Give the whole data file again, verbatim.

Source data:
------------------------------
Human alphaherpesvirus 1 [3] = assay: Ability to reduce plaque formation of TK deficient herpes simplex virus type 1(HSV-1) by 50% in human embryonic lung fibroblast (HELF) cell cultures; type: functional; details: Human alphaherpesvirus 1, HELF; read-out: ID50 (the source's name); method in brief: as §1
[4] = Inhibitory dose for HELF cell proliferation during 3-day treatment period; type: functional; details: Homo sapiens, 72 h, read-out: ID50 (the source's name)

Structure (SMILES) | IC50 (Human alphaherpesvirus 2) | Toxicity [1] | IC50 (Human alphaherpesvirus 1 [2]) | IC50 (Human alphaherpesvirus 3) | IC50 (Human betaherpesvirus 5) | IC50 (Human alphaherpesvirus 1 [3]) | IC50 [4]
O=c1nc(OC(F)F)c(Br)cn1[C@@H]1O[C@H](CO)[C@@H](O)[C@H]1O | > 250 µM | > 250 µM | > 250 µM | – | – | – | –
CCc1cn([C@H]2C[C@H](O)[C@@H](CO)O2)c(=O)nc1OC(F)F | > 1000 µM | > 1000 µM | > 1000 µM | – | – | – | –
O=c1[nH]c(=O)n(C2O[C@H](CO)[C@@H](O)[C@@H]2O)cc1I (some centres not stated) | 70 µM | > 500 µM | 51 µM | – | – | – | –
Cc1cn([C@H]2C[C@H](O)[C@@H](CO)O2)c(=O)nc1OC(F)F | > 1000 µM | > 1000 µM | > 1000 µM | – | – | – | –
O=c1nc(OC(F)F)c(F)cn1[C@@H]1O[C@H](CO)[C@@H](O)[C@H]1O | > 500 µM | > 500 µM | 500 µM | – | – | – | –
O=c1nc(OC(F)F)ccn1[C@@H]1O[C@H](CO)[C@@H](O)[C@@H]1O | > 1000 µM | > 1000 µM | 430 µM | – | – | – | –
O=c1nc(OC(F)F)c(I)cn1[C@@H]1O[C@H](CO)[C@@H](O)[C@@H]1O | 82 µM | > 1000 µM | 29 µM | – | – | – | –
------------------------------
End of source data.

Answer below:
Human alphaherpesvirus 1 [3] = assay: Ability to reduce plaque formation of TK deficient herpes simplex virus type 1(HSV-1) by 50% in human embryonic lung fibroblast (HELF) cell cultures; type: functional; details: Human alphaherpesvirus 1, HELF; read-out: ID50 (the source's name); method in brief: as §1
[4] = Inhibitory dose for HELF cell proliferation during 3-day treatment period; type: functional; details: Homo sapiens, 72 h, read-out: ID50 (the source's name)

Structure (SMILES) | IC50 (Human alphaherpesvirus 2) | Toxicity [1] | IC50 (Human alphaherpesvirus 1 [2]) | IC50 (Human alphaherpesvirus 3) | IC50 (Human betaherpesvirus 5) | IC50 (Human alphaherpesvirus 1 [3]) | IC50 [4]
O=c1nc(OC(F)F)c(Br)cn1[C@@H]1O[C@H](CO)[C@@H](O)[C@H]1O | > 250 µM | > 250 µM | > 250 µM | – | – | – | –
CCc1cn([C@H]2C[C@H](O)[C@@H](CO)O2)c(=O)nc1OC(F)F | > 1000 µM | > 1000 µM | > 1000 µM | – | – | – | –
O=c1[nH]c(=O)n(C2O[C@H](CO)[C@@H](O)[C@@H]2O)cc1I (some centres not stated) | 70 µM | > 500 µM | 51 µM | – | – | – | –
Cc1cn([C@H]2C[C@H](O)[C@@H](CO)O2)c(=O)nc1OC(F)F | > 1000 µM | > 1000 µM | > 1000 µM | – | – | – | –
O=c1nc(OC(F)F)c(F)cn1[C@@H]1O[C@H](CO)[C@@H](O)[C@H]1O | > 500 µM | > 500 µM | 500 µM | – | – | – | –
O=c1nc(OC(F)F)ccn1[C@@H]1O[C@H](CO)[C@@H](O)[C@@H]1O | > 1000 µM | > 1000 µM | 430 µM | – | – | – | –
O=c1nc(OC(F)F)c(I)cn1[C@@H]1O[C@H](CO)[C@@H](O)[C@@H]1O | 82 µM | > 1000 µM | 29 µM | – | – | – | –